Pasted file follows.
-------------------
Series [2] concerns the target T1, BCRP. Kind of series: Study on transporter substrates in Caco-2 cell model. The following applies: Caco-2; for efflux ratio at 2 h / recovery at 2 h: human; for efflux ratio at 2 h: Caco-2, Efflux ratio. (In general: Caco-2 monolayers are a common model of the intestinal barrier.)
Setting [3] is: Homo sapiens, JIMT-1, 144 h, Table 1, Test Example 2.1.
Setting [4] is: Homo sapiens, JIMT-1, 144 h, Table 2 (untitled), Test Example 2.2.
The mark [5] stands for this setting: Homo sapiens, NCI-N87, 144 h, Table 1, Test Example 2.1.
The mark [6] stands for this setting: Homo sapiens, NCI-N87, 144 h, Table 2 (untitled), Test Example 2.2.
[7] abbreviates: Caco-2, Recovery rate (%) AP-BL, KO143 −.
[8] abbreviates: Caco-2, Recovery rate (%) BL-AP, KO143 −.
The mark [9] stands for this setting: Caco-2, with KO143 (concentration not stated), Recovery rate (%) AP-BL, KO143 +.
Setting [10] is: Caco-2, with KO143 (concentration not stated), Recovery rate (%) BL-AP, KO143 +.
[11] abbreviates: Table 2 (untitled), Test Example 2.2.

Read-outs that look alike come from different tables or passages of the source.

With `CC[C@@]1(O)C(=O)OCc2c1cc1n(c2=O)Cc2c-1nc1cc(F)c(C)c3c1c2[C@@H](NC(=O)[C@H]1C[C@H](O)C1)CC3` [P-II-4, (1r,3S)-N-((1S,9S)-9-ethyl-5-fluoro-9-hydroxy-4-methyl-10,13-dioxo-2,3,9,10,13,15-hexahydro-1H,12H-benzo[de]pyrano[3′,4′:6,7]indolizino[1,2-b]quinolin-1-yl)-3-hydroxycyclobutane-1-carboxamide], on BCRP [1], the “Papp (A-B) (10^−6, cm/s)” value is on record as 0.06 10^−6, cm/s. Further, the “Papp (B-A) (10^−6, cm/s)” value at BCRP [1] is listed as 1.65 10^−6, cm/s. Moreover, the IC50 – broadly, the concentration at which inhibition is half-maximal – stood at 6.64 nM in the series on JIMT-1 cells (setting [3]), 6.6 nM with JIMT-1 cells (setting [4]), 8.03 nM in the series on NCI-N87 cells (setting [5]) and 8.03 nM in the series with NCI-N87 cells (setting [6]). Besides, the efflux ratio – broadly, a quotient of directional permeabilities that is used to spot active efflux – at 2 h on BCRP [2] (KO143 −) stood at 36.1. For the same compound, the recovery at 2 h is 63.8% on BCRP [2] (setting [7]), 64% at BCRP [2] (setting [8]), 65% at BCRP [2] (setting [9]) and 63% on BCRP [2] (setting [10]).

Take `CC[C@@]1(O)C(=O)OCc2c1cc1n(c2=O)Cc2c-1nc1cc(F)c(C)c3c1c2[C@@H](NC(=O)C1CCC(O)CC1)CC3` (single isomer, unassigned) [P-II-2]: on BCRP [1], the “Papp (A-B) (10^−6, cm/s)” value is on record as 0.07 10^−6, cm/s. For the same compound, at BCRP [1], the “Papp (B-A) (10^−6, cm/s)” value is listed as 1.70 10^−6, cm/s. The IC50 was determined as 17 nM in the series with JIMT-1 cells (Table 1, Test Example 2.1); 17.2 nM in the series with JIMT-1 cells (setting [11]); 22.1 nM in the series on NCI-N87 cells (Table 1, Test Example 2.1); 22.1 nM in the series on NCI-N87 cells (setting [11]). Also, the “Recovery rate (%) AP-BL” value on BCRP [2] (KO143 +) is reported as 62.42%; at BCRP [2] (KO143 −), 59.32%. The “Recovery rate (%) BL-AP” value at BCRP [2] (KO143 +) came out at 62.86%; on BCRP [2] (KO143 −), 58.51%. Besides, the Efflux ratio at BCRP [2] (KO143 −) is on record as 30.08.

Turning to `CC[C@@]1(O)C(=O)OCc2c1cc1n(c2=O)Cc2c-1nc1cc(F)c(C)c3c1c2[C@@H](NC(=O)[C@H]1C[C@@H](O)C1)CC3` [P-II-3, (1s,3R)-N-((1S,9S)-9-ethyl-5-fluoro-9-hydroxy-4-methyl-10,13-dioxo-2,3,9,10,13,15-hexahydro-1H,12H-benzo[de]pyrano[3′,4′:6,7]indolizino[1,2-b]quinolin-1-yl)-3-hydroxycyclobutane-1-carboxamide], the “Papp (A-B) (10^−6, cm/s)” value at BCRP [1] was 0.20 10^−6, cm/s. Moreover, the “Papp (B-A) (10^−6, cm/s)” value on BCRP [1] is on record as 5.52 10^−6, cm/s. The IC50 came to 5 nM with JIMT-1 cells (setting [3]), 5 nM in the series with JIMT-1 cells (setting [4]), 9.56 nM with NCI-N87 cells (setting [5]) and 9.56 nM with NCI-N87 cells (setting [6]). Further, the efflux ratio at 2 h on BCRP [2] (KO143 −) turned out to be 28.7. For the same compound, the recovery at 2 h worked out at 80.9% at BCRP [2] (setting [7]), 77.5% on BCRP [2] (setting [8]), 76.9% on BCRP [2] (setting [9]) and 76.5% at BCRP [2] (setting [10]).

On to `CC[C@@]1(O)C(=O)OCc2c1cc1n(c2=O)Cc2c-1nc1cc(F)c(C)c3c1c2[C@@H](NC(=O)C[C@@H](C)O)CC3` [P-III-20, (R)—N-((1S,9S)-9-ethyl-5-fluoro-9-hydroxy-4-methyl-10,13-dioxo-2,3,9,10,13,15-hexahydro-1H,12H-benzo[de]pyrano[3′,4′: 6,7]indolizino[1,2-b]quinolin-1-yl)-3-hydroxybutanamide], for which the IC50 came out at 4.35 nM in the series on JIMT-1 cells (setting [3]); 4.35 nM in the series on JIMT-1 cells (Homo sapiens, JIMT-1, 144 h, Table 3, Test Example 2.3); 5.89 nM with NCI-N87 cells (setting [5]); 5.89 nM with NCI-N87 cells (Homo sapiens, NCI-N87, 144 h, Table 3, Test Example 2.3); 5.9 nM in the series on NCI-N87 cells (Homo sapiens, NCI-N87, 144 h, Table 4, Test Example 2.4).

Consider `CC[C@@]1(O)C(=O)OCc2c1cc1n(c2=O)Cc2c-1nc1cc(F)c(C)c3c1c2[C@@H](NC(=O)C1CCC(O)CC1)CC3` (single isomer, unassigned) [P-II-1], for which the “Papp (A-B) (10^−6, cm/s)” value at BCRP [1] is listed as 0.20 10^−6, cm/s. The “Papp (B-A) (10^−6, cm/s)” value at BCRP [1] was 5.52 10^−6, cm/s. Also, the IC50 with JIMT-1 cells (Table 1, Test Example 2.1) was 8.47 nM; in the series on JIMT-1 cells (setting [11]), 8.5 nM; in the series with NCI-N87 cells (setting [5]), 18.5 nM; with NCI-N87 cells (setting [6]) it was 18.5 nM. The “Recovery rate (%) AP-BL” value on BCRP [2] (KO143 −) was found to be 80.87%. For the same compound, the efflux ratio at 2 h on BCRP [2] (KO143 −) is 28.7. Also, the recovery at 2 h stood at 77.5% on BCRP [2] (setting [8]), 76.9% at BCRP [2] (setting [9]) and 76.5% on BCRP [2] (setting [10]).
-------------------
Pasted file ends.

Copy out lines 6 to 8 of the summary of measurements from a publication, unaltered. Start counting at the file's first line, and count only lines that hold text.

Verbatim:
[7] abbreviates: Caco-2, Recovery rate (%) AP-BL, KO143 −.
[8] abbreviates: Caco-2, Recovery rate (%) BL-AP, KO143 −.
The mark [9] stands for this setting: Caco-2, with KO143 (concentration not stated), Recovery rate (%) AP-BL, KO143 +.